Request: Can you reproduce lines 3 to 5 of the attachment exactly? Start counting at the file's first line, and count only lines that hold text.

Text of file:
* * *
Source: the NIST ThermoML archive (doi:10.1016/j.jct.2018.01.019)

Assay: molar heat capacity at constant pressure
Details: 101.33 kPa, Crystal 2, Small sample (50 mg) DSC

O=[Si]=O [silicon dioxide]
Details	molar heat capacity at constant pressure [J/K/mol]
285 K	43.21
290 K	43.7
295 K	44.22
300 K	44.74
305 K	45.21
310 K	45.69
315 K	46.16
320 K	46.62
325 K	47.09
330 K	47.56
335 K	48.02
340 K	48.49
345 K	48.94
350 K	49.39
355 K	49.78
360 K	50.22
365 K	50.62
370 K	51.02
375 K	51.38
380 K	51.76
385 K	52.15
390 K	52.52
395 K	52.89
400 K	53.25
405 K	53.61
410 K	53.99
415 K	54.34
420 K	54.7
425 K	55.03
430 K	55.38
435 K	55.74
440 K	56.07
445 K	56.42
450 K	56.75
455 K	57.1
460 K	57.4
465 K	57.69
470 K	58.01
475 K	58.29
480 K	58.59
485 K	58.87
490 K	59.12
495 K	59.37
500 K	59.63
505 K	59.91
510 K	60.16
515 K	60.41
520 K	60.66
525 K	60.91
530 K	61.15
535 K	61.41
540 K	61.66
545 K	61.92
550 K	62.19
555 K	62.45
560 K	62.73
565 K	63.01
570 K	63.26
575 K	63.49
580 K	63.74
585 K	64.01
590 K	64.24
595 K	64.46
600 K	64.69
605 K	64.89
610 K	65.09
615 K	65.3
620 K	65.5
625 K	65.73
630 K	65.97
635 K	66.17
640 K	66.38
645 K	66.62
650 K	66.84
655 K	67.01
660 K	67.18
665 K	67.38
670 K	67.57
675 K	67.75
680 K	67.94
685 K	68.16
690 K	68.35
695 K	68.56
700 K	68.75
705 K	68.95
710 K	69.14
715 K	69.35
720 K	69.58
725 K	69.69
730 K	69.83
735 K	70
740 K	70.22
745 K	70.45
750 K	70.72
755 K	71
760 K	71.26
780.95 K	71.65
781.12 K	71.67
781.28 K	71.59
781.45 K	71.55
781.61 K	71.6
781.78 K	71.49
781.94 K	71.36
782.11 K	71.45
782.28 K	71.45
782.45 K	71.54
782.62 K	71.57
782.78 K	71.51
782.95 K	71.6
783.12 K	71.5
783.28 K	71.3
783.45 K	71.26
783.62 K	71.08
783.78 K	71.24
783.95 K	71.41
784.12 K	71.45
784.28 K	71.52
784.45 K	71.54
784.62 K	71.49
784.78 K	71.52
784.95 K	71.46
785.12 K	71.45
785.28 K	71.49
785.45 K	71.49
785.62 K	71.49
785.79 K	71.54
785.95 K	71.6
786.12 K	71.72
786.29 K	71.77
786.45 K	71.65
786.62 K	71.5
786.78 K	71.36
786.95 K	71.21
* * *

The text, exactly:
Details: 101.33 kPa, Crystal 2, Small sample (50 mg) DSC

O=[Si]=O [silicon dioxide]
Details	molar heat capacity at constant pressure [J/K/mol]